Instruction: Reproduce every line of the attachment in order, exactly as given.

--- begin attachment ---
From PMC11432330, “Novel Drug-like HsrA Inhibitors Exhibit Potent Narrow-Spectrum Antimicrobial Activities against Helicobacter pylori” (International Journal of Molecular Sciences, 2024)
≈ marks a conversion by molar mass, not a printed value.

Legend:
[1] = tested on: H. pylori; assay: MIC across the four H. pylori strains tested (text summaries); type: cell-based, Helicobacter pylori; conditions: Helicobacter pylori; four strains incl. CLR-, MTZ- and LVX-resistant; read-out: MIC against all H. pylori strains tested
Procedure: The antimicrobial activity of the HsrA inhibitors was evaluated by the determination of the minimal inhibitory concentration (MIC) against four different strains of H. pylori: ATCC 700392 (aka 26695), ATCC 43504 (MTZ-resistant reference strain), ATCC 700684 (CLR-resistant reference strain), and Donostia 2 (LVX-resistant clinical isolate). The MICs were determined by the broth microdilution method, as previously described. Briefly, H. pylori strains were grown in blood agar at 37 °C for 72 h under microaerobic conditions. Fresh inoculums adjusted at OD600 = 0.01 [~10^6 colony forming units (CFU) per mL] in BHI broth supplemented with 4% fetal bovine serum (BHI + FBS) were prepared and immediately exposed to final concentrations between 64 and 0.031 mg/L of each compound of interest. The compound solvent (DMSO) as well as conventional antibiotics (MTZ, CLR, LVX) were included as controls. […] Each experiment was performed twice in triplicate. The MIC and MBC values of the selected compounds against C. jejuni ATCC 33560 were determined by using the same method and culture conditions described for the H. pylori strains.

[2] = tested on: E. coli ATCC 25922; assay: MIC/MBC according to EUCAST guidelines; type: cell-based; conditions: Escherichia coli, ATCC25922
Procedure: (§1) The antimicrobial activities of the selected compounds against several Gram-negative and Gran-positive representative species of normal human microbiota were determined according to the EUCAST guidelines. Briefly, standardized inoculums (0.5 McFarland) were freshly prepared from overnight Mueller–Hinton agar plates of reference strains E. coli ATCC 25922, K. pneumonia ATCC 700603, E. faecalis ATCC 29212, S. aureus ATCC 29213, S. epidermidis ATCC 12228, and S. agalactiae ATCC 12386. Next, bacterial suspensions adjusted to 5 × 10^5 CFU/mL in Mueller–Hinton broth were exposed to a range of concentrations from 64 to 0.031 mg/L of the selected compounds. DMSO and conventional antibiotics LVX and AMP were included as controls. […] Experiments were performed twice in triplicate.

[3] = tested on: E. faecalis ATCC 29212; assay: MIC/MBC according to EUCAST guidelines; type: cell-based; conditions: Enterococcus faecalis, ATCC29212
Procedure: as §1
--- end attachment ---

From PMC11432330, “Novel Drug-like HsrA Inhibitors Exhibit Potent Narrow-Spectrum Antimicrobial Activities against Helicobacter pylori” (International Journal of Molecular Sciences, 2024)
≈ marks a conversion by molar mass, not a printed value.

Legend:
[1] = tested on: H. pylori; assay: MIC across the four H. pylori strains tested (text summaries); type: cell-based, Helicobacter pylori; conditions: Helicobacter pylori; four strains incl. CLR-, MTZ- and LVX-resistant; read-out: MIC against all H. pylori strains tested
Procedure: The antimicrobial activity of the HsrA inhibitors was evaluated by the determination of the minimal inhibitory concentration (MIC) against four different strains of H. pylori: ATCC 700392 (aka 26695), ATCC 43504 (MTZ-resistant reference strain), ATCC 700684 (CLR-resistant reference strain), and Donostia 2 (LVX-resistant clinical isolate). The MICs were determined by the broth microdilution method, as previously described. Briefly, H. pylori strains were grown in blood agar at 37 °C for 72 h under microaerobic conditions. Fresh inoculums adjusted at OD600 = 0.01 [~10^6 colony forming units (CFU) per mL] in BHI broth supplemented with 4% fetal bovine serum (BHI + FBS) were prepared and immediately exposed to final concentrations between 64 and 0.031 mg/L of each compound of interest. The compound solvent (DMSO) as well as conventional antibiotics (MTZ, CLR, LVX) were included as controls. […] Each experiment was performed twice in triplicate. The MIC and MBC values of the selected compounds against C. jejuni ATCC 33560 were determined by using the same method and culture conditions described for the H. pylori strains.

[2] = tested on: E. coli ATCC 25922; assay: MIC/MBC according to EUCAST guidelines; type: cell-based; conditions: Escherichia coli, ATCC25922
Procedure: (§1) The antimicrobial activities of the selected compounds against several Gram-negative and Gran-positive representative species of normal human microbiota were determined according to the EUCAST guidelines. Briefly, standardized inoculums (0.5 McFarland) were freshly prepared from overnight Mueller–Hinton agar plates of reference strains E. coli ATCC 25922, K. pneumonia ATCC 700603, E. faecalis ATCC 29212, S. aureus ATCC 29213, S. epidermidis ATCC 12228, and S. agalactiae ATCC 12386. Next, bacterial suspensions adjusted to 5 × 10^5 CFU/mL in Mueller–Hinton broth were exposed to a range of concentrations from 64 to 0.031 mg/L of the selected compounds. DMSO and conventional antibiotics LVX and AMP were included as controls. […] Experiments were performed twice in triplicate.

[3] = tested on: E. faecalis ATCC 29212; assay: MIC/MBC according to EUCAST guidelines; type: cell-based; conditions: Enterococcus faecalis, ATCC29212
Procedure: as §1